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Challenges of changing banks; it's just a myth

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(ARA) - "Get a fair shake, not a shake down," appropriately reads the headline of Money magazine's recent article about Americans' discontent with their bank. The story, in Money's September 2011 issue, reports that 37 percent of Americans are satisfied with their banking institution and just 27 percent of customers who bank with the nation's three largest banks are happy. Simply put, most Americans feel they are not getting the bang that's been promised to them for their buck.

Despite consumers' dissatisfaction with their banks, a large percentage of us continue to do business with financial institutions that don't treat us well. A logical explanation could be that 58 percent of consumers believe switching banks is too much of a hassle, according to Money. John Rosenfeld, executive vice president at TD Bank, says that's not the case.

"The process of switching banks is not complicated," says Rosenfeld. "We even package it for new potential customers through a service called 'concierge.' One of our employees will sit down with a new customer and go through the process of opening a new checking account. Once opened, the employee will also switch all account activity for the customer from their old bank to us. In all, the process takes about 20 minutes."

Researching the products and customer service offered by banks in your area can take a little digging, but knowing what to look for before you start your search will get you that much closer to a new, happier banking relationship.

Should you jump ship?
It should be noted that consumers' discontent may have risen this year when most banks made changes to their checking accounts and services in response to new federal regulations. One of the changes administered by many banks is requiring a minimum balance in checking accounts in order to avoid maintenance fees - one bank has a new $15,000 balance requirement across linked accounts starting later this year. Money suggests that if the balance needed to waive checking fees exceeds $1,000, it's time to jump ship and look for another banking partner.

The magazine recommends considering one of the three regional banks it highlighted in the article, all of which received accolades for their checking products. TD - named the best regional bank on the East Coast - got kudos for having "a low bar to free checking," meaning their $100 minimum requirement to avoid checking fees is one of the lowest in the banking industry. To market their new checking products, TD Bank is asking consumers to get a "checking check-up" at which point a bank's representatives will help you determine if your current banking relationship is meeting your needs.

There are a few other factors you also need to consider. Some banks with large branch networks have added fees for making in-person transactions through tellers, forcing their customers to conduct all their banking business online or through ATMs. In order to cut costs, some banks have also closed branches and reduced their branch-banking hours. Avoid these, and instead consider a bank that's opening branches and has extended branch-banking hours, such as evening hours and Sunday banking. This kind of information is easily found on a bank's website.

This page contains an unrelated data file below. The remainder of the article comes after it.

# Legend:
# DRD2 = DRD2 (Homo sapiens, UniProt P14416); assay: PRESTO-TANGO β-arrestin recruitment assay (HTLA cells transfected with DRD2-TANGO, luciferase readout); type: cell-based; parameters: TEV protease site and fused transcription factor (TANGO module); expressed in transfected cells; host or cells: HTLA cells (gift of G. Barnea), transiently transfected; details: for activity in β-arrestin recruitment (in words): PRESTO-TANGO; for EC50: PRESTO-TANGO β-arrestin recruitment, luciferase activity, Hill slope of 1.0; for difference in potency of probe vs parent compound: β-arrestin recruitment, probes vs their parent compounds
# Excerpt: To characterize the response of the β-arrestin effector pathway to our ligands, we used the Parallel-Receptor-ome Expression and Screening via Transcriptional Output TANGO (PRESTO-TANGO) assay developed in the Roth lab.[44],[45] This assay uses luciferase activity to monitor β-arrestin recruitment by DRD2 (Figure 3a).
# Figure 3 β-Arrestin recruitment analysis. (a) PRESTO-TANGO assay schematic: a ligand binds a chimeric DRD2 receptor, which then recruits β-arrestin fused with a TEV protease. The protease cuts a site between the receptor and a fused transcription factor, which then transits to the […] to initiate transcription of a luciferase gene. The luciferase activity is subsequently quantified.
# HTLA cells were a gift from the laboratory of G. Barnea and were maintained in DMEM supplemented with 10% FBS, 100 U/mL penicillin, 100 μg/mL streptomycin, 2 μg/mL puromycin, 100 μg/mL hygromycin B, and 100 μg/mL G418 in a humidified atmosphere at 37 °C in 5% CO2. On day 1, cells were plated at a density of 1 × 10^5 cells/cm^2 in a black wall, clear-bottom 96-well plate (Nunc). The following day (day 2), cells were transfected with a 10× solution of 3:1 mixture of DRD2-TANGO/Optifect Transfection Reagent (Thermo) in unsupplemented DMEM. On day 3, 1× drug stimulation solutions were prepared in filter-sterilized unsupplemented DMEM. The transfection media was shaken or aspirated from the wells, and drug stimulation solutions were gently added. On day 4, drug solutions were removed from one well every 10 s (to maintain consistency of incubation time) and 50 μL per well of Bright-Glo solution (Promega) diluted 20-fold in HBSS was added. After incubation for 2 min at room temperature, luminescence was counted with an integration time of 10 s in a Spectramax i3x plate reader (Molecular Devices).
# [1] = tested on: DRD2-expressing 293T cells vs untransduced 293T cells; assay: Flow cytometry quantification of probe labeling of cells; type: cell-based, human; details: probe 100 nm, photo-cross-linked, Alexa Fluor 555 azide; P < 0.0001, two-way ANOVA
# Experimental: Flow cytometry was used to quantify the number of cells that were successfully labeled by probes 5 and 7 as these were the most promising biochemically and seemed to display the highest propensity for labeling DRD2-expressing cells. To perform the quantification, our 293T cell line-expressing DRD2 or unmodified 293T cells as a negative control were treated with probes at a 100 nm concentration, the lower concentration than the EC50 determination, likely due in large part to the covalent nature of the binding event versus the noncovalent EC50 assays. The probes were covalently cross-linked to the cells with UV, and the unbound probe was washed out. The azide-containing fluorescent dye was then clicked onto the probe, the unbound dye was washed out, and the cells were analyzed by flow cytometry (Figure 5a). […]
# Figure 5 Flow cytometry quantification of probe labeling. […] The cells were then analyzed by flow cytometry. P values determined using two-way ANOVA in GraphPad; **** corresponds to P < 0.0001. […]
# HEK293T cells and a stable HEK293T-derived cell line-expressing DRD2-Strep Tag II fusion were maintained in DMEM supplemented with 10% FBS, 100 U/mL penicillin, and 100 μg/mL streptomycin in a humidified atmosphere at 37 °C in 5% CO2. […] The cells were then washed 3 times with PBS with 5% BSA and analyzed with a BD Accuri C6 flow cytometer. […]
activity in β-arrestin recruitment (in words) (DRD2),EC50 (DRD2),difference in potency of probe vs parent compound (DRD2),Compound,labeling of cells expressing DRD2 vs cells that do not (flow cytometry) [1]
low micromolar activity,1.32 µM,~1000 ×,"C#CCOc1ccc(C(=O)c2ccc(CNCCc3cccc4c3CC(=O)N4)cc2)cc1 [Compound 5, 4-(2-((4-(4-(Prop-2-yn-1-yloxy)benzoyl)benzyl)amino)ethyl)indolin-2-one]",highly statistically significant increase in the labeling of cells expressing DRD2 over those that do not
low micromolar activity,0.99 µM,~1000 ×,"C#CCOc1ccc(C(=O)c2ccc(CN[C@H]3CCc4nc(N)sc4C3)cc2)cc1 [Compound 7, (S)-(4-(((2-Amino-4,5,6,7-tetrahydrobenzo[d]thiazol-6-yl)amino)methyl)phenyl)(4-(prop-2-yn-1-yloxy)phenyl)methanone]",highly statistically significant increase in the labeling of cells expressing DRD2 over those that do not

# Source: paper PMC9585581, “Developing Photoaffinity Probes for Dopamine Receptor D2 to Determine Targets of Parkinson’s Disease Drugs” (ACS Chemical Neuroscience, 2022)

Break it off
According to Money, some banks offer kits that help you move an account's activities. While helpful, some folks don't have the time to do it themselves. To assist new customers as much as possible, a few banks offer a service that moves customers' bank activities to their new checking account. TD Bank's "Concierge" service is one example. The service, which can take a few minutes depending on the bank, includes:

* Opening a new checking account

* Issuing you a debit card on the spot - some banks don't make you wait for your debit card to arrive by mail

* Transferring your funds from your previous bank to the new account, leaving just enough money in your old account to cover checks or bills that haven't cleared

* Scheduling bill pay services and recurring payments for bills you will pay from your new checking account

* Working with the Social Security Administration or another government agency to deposit monies into your new account should you receive funds from them

* Giving you a completed form to share with your payroll or HR office to establish direct deposit into your new account.

In as little as one hour you can establish a new relationship with a banking partner that will give you that bang you've been looking for. Banking relationships are much like any relationship: If you're not happy with the way you are being treated, you can do something about it. Assuming it will get better on its own is a losing proposition. And you deserve a relationship you truly value.